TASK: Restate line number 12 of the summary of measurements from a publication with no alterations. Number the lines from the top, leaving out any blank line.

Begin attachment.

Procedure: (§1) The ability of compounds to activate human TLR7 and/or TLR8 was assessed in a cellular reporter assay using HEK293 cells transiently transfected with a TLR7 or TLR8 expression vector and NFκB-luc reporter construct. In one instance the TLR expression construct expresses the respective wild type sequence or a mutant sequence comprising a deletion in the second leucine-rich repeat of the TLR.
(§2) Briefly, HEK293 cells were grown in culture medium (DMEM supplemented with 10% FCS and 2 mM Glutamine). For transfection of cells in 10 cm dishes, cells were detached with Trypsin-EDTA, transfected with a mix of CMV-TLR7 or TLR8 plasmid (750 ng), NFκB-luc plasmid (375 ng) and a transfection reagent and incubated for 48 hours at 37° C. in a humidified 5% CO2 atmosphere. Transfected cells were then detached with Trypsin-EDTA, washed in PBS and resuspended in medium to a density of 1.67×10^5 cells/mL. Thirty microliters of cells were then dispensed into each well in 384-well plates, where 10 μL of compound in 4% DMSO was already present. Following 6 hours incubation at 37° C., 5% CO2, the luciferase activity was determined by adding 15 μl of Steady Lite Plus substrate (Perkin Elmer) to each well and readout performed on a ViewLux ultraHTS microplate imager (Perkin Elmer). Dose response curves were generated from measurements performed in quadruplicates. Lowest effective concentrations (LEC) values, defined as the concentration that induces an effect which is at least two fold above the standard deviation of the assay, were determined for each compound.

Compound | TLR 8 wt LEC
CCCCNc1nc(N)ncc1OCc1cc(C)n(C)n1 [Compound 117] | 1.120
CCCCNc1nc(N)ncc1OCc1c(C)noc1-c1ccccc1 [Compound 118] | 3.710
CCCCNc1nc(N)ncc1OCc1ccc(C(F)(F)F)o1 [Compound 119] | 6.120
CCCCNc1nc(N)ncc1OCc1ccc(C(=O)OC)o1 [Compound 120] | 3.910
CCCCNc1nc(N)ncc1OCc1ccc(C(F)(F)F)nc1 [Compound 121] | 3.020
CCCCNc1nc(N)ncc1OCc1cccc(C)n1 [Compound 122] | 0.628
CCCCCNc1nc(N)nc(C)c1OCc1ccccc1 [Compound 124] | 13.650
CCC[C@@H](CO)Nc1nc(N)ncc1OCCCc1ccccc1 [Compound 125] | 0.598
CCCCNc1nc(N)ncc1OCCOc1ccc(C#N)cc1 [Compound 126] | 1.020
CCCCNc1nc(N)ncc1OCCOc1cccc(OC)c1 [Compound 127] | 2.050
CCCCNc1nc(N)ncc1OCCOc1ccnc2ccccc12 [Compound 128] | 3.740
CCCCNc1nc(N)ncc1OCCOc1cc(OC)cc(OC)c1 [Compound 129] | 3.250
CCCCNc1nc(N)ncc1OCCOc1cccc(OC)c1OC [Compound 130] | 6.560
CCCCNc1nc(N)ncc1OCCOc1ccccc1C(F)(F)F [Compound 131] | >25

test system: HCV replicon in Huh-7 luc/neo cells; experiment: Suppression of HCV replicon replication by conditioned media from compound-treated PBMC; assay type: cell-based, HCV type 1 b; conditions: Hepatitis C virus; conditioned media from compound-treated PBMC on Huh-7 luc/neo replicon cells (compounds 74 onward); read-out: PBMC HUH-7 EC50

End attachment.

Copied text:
CCCCNc1nc(N)ncc1OCCOc1ccc(C#N)cc1 [Compound 126] | 1.020